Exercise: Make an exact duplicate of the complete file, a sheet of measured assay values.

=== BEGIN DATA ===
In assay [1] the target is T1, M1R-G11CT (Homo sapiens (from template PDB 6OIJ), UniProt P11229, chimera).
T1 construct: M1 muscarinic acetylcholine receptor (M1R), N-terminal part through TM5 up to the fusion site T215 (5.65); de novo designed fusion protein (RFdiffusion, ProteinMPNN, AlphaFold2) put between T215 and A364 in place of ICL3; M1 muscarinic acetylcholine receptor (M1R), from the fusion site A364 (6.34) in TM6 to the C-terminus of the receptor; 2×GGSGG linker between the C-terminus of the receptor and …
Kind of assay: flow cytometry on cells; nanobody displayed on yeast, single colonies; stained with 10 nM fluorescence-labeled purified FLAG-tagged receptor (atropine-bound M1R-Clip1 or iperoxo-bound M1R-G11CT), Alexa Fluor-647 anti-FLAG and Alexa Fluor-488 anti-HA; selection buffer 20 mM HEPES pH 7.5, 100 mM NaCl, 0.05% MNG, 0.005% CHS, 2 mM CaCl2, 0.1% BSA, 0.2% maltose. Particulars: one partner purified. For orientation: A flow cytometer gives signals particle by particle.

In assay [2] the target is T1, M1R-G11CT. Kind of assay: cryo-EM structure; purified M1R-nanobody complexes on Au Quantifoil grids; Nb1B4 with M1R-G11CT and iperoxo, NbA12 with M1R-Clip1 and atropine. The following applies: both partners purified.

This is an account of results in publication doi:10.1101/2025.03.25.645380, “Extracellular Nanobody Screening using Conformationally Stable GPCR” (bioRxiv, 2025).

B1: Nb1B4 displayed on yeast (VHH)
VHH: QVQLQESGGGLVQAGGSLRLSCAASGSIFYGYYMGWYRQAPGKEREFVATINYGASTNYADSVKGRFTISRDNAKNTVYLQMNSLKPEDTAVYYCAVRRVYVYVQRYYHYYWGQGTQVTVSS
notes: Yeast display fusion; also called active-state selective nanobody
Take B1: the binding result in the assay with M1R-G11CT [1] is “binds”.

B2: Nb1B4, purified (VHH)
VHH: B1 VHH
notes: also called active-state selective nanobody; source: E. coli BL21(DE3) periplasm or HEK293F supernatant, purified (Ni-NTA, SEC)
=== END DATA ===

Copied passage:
In assay [1] the target is T1, M1R-G11CT (Homo sapiens (from template PDB 6OIJ), UniProt P11229, chimera).
T1 construct: M1 muscarinic acetylcholine receptor (M1R), N-terminal part through TM5 up to the fusion site T215 (5.65); de novo designed fusion protein (RFdiffusion, ProteinMPNN, AlphaFold2) put between T215 and A364 in place of ICL3; M1 muscarinic acetylcholine receptor (M1R), from the fusion site A364 (6.34) in TM6 to the C-terminus of the receptor; 2×GGSGG linker between the C-terminus of the receptor and …
Kind of assay: flow cytometry on cells; nanobody displayed on yeast, single colonies; stained with 10 nM fluorescence-labeled purified FLAG-tagged receptor (atropine-bound M1R-Clip1 or iperoxo-bound M1R-G11CT), Alexa Fluor-647 anti-FLAG and Alexa Fluor-488 anti-HA; selection buffer 20 mM HEPES pH 7.5, 100 mM NaCl, 0.05% MNG, 0.005% CHS, 2 mM CaCl2, 0.1% BSA, 0.2% maltose. Particulars: one partner purified. For orientation: A flow cytometer gives signals particle by particle.

In assay [2] the target is T1, M1R-G11CT. Kind of assay: cryo-EM structure; purified M1R-nanobody complexes on Au Quantifoil grids; Nb1B4 with M1R-G11CT and iperoxo, NbA12 with M1R-Clip1 and atropine. The following applies: both partners purified.

This is an account of results in publication doi:10.1101/2025.03.25.645380, “Extracellular Nanobody Screening using Conformationally Stable GPCR” (bioRxiv, 2025).

B1: Nb1B4 displayed on yeast (VHH)
VHH: QVQLQESGGGLVQAGGSLRLSCAASGSIFYGYYMGWYRQAPGKEREFVATINYGASTNYADSVKGRFTISRDNAKNTVYLQMNSLKPEDTAVYYCAVRRVYVYVQRYYHYYWGQGTQVTVSS
notes: Yeast display fusion; also called active-state selective nanobody
Take B1: the binding result in the assay with M1R-G11CT [1] is “binds”.

B2: Nb1B4, purified (VHH)
VHH: B1 VHH
notes: also called active-state selective nanobody; source: E. coli BL21(DE3) periplasm or HEK293F supernatant, purified (Ni-NTA, SEC)